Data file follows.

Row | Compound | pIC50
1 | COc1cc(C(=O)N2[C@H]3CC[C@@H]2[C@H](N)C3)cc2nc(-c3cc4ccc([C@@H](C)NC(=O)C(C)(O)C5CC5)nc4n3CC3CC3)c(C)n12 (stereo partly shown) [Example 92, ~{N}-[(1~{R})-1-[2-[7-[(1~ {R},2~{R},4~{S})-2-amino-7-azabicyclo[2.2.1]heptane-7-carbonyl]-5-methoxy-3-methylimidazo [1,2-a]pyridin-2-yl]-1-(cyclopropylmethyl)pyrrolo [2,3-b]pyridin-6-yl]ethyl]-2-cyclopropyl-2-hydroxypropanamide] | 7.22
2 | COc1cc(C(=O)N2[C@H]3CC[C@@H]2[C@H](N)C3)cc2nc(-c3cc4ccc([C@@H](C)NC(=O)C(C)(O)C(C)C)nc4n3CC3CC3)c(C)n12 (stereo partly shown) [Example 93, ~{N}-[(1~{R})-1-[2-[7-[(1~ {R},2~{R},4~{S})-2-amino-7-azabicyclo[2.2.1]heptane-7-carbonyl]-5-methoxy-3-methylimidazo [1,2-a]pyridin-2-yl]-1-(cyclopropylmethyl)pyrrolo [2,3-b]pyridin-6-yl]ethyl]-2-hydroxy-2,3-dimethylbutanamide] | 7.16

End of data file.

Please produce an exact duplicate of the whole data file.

Row | Compound | pIC50
1 | COc1cc(C(=O)N2[C@H]3CC[C@@H]2[C@H](N)C3)cc2nc(-c3cc4ccc([C@@H](C)NC(=O)C(C)(O)C5CC5)nc4n3CC3CC3)c(C)n12 (stereo partly shown) [Example 92, ~{N}-[(1~{R})-1-[2-[7-[(1~ {R},2~{R},4~{S})-2-amino-7-azabicyclo[2.2.1]heptane-7-carbonyl]-5-methoxy-3-methylimidazo [1,2-a]pyridin-2-yl]-1-(cyclopropylmethyl)pyrrolo [2,3-b]pyridin-6-yl]ethyl]-2-cyclopropyl-2-hydroxypropanamide] | 7.22
2 | COc1cc(C(=O)N2[C@H]3CC[C@@H]2[C@H](N)C3)cc2nc(-c3cc4ccc([C@@H](C)NC(=O)C(C)(O)C(C)C)nc4n3CC3CC3)c(C)n12 (stereo partly shown) [Example 93, ~{N}-[(1~{R})-1-[2-[7-[(1~ {R},2~{R},4~{S})-2-amino-7-azabicyclo[2.2.1]heptane-7-carbonyl]-5-methoxy-3-methylimidazo [1,2-a]pyridin-2-yl]-1-(cyclopropylmethyl)pyrrolo [2,3-b]pyridin-6-yl]ethyl]-2-hydroxy-2,3-dimethylbutanamide] | 7.16